The Oldest Vineyard in South America

 

The taxi took me from the brightness of the desert, and jostled through the uneven streets of Ica, past the middle of nowhere until the world around began to bloom again on either side in unexpected strips of green. Verdant cornfields bordered the dirt road with the majestic purple-grey mountains of the Highlands just behind. Excepting the palm trees, it might have been the wilderness of the American West, but I was headed to Tacama—the oldest vineyard in South America—where all the pleasure of Peru promised to converge.

We pulled up to an iron gate, which opened to a long, broad drive lined with towering trees hung with vibrant streamers and thick braids of paper chains that brightened their boughs. The vineyard was a cacophony of colors after the monotone of the desert, in perfect harmony with the hues of the flowers, and the buildings showcased what had always enchanted me about Peruvian architecture with its openness to the sky and landscape and its evident intention to align itself with the arc of the sun.

It would be a bit before the wine tour would begin, so I sat at the bar and ordered a glass of sparkling Rosa Salvaje. It was beautiful wine, a refreshing, not-too-sweet mix of Petit Verdol and Sauvignon Blanc. As I sipped leisurely, the bartenders squeezed limes and shook Pisco Sours with impressive heads of foam for my neighbors a barstool down, who, like me, were settling into the relaxed vibes of people lucky enough to be holding stemware mid-day.

I'd just set my empty glass down when the tour began, taking fifty of us past bright coral halls to an enormous vat room, with gigantic shiny-silver containers, where the guide described the technology improvements with pride, proclaiming that the vineyard once had a reputation for "great" Pisco, but now made Pisco that was perfection.

The vineyard had started out as a monastery. It began growing grapes in order to have communion wine without having to trade with their Spanish colonizers. The further we wound into the heart of Tacama, the more pieces and architecture nodded to this sacred origin. Light streamed into the galley through the stunning rose windows and from my vantage point next to the seventy-five-liter kegs I could see past rounded archways and into the monastery, through the open doors of the St. Maria chapel. It was easy to picture the monks gathering there as they would have done for centuries, to offer solemn prayers and small toasts at the altar.

Amidst these surroundings, it seemed only natural that the first miracle of Christ would be to make the most extraordinary wine that had ever been—an act that prolonged and extended a celebration of life. Here, it was a miracle of the highest order, and natural that his followers would strive to follow in his footsteps in becoming the best winemakers on the continent. Throughout Peru, I found this innate blending of religion and pleasure, sacred and sensual.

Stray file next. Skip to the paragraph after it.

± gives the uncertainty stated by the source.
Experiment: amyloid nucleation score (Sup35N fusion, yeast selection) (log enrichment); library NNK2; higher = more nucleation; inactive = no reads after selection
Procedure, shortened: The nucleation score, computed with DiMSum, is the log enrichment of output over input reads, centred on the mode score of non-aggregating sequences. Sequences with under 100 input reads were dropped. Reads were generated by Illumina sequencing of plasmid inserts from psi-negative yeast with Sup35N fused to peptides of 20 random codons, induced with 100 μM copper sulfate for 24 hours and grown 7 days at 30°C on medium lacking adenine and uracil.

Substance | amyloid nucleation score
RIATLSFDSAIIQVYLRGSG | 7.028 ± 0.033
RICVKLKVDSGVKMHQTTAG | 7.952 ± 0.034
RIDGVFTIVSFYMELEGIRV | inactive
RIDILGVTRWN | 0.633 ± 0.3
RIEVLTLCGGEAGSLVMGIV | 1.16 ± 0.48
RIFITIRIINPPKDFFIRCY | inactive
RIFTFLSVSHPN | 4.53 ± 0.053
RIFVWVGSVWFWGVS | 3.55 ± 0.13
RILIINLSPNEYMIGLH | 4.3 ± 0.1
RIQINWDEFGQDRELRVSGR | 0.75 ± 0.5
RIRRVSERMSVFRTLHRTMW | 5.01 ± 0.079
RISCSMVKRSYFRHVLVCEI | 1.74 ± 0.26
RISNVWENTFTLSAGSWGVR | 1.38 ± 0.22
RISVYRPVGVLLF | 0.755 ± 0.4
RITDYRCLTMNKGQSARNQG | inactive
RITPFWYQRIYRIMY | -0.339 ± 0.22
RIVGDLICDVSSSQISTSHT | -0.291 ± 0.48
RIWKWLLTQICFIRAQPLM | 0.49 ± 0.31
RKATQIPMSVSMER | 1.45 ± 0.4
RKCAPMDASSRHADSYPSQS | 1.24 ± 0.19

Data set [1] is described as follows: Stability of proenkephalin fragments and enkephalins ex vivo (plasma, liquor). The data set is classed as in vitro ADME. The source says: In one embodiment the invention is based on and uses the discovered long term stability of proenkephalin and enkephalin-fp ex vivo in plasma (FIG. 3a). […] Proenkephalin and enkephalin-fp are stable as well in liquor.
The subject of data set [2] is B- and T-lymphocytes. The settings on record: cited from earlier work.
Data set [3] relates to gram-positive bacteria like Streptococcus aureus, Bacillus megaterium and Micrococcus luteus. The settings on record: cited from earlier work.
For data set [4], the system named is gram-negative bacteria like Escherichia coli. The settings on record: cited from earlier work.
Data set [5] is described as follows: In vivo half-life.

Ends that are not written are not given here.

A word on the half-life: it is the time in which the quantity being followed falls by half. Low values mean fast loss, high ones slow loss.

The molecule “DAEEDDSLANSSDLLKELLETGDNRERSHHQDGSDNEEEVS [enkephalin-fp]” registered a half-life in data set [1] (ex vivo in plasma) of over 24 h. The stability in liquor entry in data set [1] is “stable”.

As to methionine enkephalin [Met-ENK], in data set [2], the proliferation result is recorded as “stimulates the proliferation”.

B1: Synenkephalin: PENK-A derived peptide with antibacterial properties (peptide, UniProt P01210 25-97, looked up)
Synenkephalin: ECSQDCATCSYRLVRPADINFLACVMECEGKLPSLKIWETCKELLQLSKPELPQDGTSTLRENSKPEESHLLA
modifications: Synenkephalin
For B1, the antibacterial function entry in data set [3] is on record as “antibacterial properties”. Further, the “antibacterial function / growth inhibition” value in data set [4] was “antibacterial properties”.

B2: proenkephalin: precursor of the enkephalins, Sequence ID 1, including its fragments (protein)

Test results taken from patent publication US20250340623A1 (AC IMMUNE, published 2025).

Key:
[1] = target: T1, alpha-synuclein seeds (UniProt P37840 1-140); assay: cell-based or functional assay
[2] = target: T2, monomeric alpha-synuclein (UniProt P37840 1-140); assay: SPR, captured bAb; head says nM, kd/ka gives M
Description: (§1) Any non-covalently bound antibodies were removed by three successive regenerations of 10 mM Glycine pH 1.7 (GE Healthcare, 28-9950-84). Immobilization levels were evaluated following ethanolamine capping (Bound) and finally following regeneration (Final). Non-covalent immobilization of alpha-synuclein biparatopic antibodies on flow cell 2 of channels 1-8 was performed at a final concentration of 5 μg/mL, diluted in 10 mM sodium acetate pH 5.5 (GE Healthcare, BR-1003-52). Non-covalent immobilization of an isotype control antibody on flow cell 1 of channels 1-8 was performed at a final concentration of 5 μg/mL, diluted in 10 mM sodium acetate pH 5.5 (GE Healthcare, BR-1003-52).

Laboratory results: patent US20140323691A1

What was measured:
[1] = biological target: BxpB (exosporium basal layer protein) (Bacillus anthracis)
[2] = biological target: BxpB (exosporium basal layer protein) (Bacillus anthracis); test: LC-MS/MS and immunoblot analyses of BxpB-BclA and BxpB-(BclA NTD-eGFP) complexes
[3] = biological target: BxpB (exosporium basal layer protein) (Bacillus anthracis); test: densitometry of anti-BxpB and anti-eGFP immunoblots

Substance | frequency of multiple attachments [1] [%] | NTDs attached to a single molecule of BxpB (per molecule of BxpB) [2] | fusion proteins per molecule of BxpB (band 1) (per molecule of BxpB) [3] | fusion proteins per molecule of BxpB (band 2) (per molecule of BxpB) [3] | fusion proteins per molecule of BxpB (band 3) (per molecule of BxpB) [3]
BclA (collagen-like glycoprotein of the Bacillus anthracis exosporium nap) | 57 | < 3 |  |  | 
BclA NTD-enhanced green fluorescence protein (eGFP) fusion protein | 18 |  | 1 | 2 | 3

The tasting room was next, with light flooding in from the skylights in the ceiling far above our heads. The group gathered around the three tables while our guide spoke of the first wine, ‘The Blanco de Blanco. It was cool and thick, with just enough sweetness to round out the tone. Next was a very sweet red, and then a dry red that had after-tones of smoked meats, and then a shot of the famed Pisco, which lived up to the guide’s boastings of perfection.

It was my first time drinking Pisco without a mixer. I was instructed to breathe in as I sipped, then hold it at the back of my tongue, and breathe out slowly over my tastebuds after I swallowed. It was smooth and pleasing, similar to a top-shelf sipping whiskey, yet without the burn at the back of the throat, and perfect clarity. My limbs felt pleasantly warmed and heavy.

The happy group meandered back to the patio, where the tour concluded. A green lawn sprawled and stretched before the restaurant, scattered with chaise lounges and shaded tables made from kegs tipped on their ends. On the other side were neat rows of thick vines already heavy with grapes, extending out to a vanishing point before the mountains. 

I settled at a table and ordered Sopa Seca, a dish famous to this area of the country. They brought out rolls cooked in garlic, herbs, and butter with my main course—tender chicken cooked in a rich, sweet-savory sauce with legumes, spiced with coriander, basil, and cumin, served aside a bed of angel hair pasta. It, too, was perfection.

While I ate, a Peruvian woman with coquettish eyes danced barefoot across the grass. It was the traditional dance of the Marinera, which I’d seen performed before, but this time, the woman’s partner was a horse and the man astride the horse. The creature bowed gallantly and snorted, circling her with mincing steps, tossing his mane while she twirled her white skirts deftly and danced laughingly away. The man atop the horse lifted his hat to her beauty in hopeful salute, yet she only smiled and spun, enjoying her mesmerizing, siren-like attraction as she held us all spellbound with her movements.

This was Peru. 

Everything I loved about the country, and would take with me when I was gone was right here—her tastes and colors, the music and embracing of pleasure. Time was pleasantly slowed as I lingered and drank deeply of the moment, happy to share in the good company of those who knew well how to savor life...and the best Pisco in South America.

To you—
May your days be filled with pleasure.
May your wine be ever blessed.
Salute.

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